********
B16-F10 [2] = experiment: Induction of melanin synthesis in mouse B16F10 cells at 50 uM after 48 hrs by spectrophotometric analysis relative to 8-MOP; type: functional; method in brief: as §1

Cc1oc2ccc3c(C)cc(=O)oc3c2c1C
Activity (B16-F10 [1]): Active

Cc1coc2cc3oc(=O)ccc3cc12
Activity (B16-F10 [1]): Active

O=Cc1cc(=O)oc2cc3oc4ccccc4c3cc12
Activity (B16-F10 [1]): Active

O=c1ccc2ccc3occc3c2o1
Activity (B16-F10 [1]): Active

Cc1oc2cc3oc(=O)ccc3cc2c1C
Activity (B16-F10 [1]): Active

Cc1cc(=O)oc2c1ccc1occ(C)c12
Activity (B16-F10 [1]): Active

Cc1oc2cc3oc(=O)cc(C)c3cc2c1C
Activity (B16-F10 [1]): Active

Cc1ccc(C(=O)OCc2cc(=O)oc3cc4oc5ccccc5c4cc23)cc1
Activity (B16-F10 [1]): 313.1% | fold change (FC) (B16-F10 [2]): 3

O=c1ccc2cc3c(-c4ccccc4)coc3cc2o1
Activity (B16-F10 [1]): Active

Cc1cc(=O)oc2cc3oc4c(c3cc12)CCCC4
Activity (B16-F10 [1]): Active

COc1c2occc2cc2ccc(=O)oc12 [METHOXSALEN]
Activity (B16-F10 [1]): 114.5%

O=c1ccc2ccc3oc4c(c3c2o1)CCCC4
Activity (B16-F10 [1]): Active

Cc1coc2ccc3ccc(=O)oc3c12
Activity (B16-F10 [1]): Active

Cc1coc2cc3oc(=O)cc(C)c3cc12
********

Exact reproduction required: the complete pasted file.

B16-F10 [2] = experiment: Induction of melanin synthesis in mouse B16F10 cells at 50 uM after 48 hrs by spectrophotometric analysis relative to 8-MOP; type: functional; method in brief: as §1

Cc1oc2ccc3c(C)cc(=O)oc3c2c1C
Activity (B16-F10 [1]): Active

Cc1coc2cc3oc(=O)ccc3cc12
Activity (B16-F10 [1]): Active

O=Cc1cc(=O)oc2cc3oc4ccccc4c3cc12
Activity (B16-F10 [1]): Active

O=c1ccc2ccc3occc3c2o1
Activity (B16-F10 [1]): Active

Cc1oc2cc3oc(=O)ccc3cc2c1C
Activity (B16-F10 [1]): Active

Cc1cc(=O)oc2c1ccc1occ(C)c12
Activity (B16-F10 [1]): Active

Cc1oc2cc3oc(=O)cc(C)c3cc2c1C
Activity (B16-F10 [1]): Active

Cc1ccc(C(=O)OCc2cc(=O)oc3cc4oc5ccccc5c4cc23)cc1
Activity (B16-F10 [1]): 313.1% | fold change (FC) (B16-F10 [2]): 3

O=c1ccc2cc3c(-c4ccccc4)coc3cc2o1
Activity (B16-F10 [1]): Active

Cc1cc(=O)oc2cc3oc4c(c3cc12)CCCC4
Activity (B16-F10 [1]): Active

COc1c2occc2cc2ccc(=O)oc12 [METHOXSALEN]
Activity (B16-F10 [1]): 114.5%

O=c1ccc2ccc3oc4c(c3c2o1)CCCC4
Activity (B16-F10 [1]): Active

Cc1coc2ccc3ccc(=O)oc3c12
Activity (B16-F10 [1]): Active

Cc1coc2cc3oc(=O)cc(C)c3cc12